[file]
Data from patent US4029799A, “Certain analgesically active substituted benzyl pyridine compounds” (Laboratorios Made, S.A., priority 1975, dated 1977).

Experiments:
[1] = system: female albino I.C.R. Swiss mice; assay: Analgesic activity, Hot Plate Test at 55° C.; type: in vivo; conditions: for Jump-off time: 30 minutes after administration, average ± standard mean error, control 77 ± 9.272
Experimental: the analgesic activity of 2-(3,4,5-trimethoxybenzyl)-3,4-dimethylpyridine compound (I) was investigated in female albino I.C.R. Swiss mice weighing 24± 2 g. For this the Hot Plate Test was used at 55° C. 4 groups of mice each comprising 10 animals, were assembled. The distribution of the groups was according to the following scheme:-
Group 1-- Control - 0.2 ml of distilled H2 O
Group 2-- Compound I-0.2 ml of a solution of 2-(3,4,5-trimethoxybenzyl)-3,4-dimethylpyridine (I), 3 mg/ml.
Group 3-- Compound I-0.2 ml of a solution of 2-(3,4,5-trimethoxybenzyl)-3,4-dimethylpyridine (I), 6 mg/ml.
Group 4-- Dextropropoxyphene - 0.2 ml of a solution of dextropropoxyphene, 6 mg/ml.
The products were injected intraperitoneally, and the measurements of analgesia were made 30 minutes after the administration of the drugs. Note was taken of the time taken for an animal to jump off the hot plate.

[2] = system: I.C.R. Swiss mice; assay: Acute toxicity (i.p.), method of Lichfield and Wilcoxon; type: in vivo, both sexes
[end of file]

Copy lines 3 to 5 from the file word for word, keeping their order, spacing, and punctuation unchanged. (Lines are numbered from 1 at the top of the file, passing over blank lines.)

[1] = system: female albino I.C.R. Swiss mice; assay: Analgesic activity, Hot Plate Test at 55° C.; type: in vivo; conditions: for Jump-off time: 30 minutes after administration, average ± standard mean error, control 77 ± 9.272
Experimental: the analgesic activity of 2-(3,4,5-trimethoxybenzyl)-3,4-dimethylpyridine compound (I) was investigated in female albino I.C.R. Swiss mice weighing 24± 2 g. For this the Hot Plate Test was used at 55° C. 4 groups of mice each comprising 10 animals, were assembled. The distribution of the groups was according to the following scheme:-
Group 1-- Control - 0.2 ml of distilled H2 O